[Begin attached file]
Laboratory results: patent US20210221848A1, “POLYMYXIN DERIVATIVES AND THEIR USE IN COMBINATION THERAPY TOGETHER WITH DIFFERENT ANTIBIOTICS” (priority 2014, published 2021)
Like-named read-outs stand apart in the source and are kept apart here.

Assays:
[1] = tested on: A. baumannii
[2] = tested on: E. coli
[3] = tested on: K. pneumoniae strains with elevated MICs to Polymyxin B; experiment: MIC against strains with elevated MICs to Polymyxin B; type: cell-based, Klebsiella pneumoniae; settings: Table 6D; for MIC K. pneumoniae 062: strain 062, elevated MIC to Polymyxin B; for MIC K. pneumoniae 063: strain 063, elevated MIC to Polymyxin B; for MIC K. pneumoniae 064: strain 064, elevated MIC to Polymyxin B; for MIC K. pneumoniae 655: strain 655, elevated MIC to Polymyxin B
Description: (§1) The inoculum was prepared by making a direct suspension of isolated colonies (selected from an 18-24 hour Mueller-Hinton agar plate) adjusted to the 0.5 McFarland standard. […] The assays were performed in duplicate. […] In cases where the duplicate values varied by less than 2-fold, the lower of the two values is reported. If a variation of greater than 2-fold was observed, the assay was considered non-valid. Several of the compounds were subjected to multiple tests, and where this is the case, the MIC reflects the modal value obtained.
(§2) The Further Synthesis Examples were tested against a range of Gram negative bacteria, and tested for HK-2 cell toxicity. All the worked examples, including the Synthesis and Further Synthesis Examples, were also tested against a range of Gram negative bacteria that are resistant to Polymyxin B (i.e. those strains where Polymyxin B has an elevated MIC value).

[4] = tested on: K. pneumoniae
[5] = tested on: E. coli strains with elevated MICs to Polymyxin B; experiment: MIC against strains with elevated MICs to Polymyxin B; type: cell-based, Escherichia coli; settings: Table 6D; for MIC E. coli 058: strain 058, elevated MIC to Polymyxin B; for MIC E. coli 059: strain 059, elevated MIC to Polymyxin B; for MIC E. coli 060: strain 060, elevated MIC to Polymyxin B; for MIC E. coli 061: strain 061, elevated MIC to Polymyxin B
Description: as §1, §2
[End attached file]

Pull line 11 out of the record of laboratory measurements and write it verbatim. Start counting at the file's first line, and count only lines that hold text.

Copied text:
Description: as §1, §2